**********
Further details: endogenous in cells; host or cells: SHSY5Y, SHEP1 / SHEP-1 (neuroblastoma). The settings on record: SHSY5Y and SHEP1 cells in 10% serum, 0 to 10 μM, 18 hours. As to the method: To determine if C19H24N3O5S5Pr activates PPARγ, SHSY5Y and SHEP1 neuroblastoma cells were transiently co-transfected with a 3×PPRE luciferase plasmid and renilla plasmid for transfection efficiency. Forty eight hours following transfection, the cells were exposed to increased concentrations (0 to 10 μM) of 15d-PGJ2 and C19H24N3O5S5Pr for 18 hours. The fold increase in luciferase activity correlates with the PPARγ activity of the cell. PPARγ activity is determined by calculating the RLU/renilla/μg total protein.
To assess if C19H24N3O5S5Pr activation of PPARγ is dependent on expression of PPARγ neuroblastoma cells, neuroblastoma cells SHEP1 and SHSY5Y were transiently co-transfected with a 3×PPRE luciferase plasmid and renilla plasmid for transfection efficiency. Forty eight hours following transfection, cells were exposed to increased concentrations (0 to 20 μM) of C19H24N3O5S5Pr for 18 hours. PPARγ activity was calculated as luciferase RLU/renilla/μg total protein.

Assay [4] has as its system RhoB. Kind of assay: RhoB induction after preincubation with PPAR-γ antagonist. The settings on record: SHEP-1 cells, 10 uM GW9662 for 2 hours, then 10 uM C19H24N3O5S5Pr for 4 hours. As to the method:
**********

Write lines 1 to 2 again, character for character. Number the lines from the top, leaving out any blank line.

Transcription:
Further details: endogenous in cells; host or cells: SHSY5Y, SHEP1 / SHEP-1 (neuroblastoma). The settings on record: SHSY5Y and SHEP1 cells in 10% serum, 0 to 10 μM, 18 hours. As to the method: To determine if C19H24N3O5S5Pr activates PPARγ, SHSY5Y and SHEP1 neuroblastoma cells were transiently co-transfected with a 3×PPRE luciferase plasmid and renilla plasmid for transfection efficiency. Forty eight hours following transfection, the cells were exposed to increased concentrations (0 to 10 μM) of 15d-PGJ2 and C19H24N3O5S5Pr for 18 hours. The fold increase in luciferase activity correlates with the PPARγ activity of the cell. PPARγ activity is determined by calculating the RLU/renilla/μg total protein.
To assess if C19H24N3O5S5Pr activation of PPARγ is dependent on expression of PPARγ neuroblastoma cells, neuroblastoma cells SHEP1 and SHSY5Y were transiently co-transfected with a 3×PPRE luciferase plasmid and renilla plasmid for transfection efficiency. Forty eight hours following transfection, cells were exposed to increased concentrations (0 to 20 μM) of C19H24N3O5S5Pr for 18 hours. PPARγ activity was calculated as luciferase RLU/renilla/μg total protein.